Still, China is being careful to club its relations with India and Pakistan. See After China, It's E. Asia's Turn, The Times of India, April 13, 2005. And the military cooperation with India may be an effort to diffuse the growing steps toward pulling India into alliance with the United States and Japan.
A hundred years later, another Great Game appears to be unfolding in Asia, and it’s sending a chill through the continent. Ranged on one side are China and Russia, and on the other, US and Japan. If the ongoing military exercise in the Bay of Bengal — dubbed Malabar 07 — is any indication, India by virtue of its participation alongside the US, Japan, Australia and Singapore, is being drawn into an alliance aimed at containing China. Or, so say those who see Malabar and the nuclear deal as proof of Delhi’s growing proximity to Washington. Malabar 07, a six-day joint naval exercise (September 4-9) involving 25 warships, is at least for the record aimed at countering piracy and terrorism. But just as the US formed Nato (North Atlantic Treaty Organisation) post World War II by drawing western European nations into an anti-Soviet Union alliance, Beijing views Malabar as a step towards the creation of an Asian Nato to counter China’s growing economic, military and strategic influence.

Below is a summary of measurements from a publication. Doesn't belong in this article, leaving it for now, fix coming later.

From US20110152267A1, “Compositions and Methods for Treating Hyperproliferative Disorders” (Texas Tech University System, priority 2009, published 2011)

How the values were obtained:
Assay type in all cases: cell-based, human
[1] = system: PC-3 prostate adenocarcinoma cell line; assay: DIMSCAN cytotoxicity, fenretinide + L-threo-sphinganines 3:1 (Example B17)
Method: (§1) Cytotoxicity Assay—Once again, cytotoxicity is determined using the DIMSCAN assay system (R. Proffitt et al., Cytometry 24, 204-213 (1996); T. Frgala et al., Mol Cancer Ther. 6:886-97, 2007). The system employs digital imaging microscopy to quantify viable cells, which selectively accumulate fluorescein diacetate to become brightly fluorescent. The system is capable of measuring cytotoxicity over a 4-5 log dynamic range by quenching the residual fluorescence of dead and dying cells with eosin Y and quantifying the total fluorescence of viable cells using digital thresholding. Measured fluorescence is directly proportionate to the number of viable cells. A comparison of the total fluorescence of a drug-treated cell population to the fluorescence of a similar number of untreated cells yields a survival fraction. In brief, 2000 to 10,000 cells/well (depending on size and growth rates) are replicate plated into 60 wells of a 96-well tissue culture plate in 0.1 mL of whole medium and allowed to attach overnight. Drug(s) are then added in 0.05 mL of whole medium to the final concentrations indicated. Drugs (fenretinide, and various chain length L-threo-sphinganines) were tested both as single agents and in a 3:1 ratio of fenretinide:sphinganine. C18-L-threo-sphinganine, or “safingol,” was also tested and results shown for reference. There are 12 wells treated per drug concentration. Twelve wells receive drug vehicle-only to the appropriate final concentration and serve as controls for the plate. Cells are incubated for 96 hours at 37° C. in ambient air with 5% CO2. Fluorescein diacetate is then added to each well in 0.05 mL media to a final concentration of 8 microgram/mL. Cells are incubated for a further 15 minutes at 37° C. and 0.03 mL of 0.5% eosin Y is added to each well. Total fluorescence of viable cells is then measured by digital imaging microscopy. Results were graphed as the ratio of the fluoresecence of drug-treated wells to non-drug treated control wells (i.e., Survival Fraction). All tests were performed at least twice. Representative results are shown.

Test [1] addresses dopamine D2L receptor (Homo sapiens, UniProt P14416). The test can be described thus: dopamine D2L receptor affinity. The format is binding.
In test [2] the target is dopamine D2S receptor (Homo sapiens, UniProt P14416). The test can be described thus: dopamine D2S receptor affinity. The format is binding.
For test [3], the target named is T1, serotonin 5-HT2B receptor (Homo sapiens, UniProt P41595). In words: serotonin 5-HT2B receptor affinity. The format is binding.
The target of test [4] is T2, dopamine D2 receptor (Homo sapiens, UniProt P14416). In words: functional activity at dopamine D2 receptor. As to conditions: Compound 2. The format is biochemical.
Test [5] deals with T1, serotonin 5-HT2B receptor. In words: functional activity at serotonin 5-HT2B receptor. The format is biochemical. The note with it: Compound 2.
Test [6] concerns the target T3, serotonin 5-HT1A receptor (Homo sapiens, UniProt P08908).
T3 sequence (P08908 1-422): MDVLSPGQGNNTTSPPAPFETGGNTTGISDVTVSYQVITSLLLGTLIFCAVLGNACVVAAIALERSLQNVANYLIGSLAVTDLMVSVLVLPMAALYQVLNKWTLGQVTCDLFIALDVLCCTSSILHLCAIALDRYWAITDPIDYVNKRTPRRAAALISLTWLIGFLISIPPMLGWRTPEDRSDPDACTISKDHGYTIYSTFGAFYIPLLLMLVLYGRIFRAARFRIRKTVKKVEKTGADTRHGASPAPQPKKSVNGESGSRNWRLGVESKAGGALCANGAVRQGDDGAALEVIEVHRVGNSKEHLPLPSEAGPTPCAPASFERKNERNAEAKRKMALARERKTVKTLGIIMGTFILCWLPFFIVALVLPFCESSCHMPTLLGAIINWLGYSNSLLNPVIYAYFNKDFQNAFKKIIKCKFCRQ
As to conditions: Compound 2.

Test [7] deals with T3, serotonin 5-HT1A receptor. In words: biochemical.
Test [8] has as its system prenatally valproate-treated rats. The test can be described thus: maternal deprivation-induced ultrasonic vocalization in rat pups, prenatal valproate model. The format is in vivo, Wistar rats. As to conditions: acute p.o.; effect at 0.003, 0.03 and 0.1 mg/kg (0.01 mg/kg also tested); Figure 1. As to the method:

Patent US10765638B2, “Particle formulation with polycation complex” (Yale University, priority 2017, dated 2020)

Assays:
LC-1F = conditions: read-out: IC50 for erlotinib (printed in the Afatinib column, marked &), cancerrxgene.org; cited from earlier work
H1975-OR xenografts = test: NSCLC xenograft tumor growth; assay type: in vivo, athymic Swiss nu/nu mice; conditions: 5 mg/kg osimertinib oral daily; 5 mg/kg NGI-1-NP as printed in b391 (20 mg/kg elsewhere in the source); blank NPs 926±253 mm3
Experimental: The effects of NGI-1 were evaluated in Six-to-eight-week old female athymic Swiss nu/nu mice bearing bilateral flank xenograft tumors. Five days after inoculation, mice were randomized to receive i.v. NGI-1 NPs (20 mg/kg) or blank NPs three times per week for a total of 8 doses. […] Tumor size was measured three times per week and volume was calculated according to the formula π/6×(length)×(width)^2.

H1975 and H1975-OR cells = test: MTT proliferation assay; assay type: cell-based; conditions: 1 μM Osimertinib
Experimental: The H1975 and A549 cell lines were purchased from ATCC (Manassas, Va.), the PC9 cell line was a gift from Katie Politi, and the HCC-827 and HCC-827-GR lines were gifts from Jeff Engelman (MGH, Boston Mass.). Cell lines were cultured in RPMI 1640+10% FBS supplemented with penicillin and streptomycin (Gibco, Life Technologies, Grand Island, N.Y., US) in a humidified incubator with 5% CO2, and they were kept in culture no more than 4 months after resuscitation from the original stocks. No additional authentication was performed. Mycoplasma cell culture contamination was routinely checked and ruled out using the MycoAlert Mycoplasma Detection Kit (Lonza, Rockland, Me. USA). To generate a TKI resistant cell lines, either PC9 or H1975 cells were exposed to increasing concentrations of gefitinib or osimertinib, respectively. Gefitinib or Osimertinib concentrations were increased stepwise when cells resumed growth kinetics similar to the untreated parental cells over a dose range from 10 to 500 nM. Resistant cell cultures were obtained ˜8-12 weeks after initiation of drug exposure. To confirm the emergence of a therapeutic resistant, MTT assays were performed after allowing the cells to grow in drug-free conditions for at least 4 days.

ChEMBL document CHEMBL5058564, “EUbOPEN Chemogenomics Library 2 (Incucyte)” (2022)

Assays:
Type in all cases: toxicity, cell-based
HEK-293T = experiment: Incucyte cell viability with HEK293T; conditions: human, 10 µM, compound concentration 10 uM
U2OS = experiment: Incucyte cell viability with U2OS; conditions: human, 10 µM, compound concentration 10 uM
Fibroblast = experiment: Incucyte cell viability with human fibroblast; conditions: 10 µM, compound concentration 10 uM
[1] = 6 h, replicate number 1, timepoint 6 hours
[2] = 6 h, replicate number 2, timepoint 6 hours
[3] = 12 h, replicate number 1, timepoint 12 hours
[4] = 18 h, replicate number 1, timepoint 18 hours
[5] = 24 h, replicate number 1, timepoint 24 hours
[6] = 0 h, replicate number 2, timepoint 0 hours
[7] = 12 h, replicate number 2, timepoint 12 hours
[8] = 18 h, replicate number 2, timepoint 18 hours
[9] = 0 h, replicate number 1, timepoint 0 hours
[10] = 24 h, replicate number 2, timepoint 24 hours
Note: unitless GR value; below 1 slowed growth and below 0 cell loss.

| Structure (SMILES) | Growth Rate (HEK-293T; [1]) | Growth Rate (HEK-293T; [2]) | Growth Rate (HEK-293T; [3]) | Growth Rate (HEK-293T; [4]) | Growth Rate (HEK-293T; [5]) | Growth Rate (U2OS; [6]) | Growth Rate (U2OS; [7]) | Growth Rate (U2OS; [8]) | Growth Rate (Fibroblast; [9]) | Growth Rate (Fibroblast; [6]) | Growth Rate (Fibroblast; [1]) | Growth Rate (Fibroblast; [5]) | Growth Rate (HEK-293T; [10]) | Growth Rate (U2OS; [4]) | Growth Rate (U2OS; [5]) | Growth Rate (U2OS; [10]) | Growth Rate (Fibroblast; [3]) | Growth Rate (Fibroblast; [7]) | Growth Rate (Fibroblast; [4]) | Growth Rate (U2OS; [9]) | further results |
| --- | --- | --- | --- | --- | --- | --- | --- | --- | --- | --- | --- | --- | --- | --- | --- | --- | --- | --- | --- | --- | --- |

As Big Powers Play in Asia, Where Does India Stand, The Times of India, Sept. 7, 2007. India's foot in the Shanghai Cooperation Organization, and its joint military exercises with China suggest a bit of necessary hedging, as well as a move aimed at avoiding an alignment between China and Pakistan. China is unlikely to relish a Pakistani connection, both because of its ultimate fragility given the likelihood of Pakistani covert aid to the Uighurs and internal inability to control anti Chinese sentiment. On the other hand, a Chinese hand in Pakistan might keep those moves from growing. But without an Indian counterweight, Chinese involvement in Pakistan becomes more fragile. From India's perspective, a move toward the United States is still something of an experiment, in light of the traditionally strong ties between the United States and Pakistan (now strained), and the notorious fickleness of American foreign policy with respect to India. On the other hand, India's economic development tilts it toward the United States and toward competition with China for overseas markets and inbound investment. Increasing military cooperation all around might well prove to be a necessary insurance policy against uncontrolled politically excessive activity on all their parts. The complexity of this three way relationship is nicely explored in Esther Pan, China and Pakistan: A Deepening Bond, Council on Foreign Relations, March 8, 2006. Its current turns could spell changes for the relationships among these three Asian powers.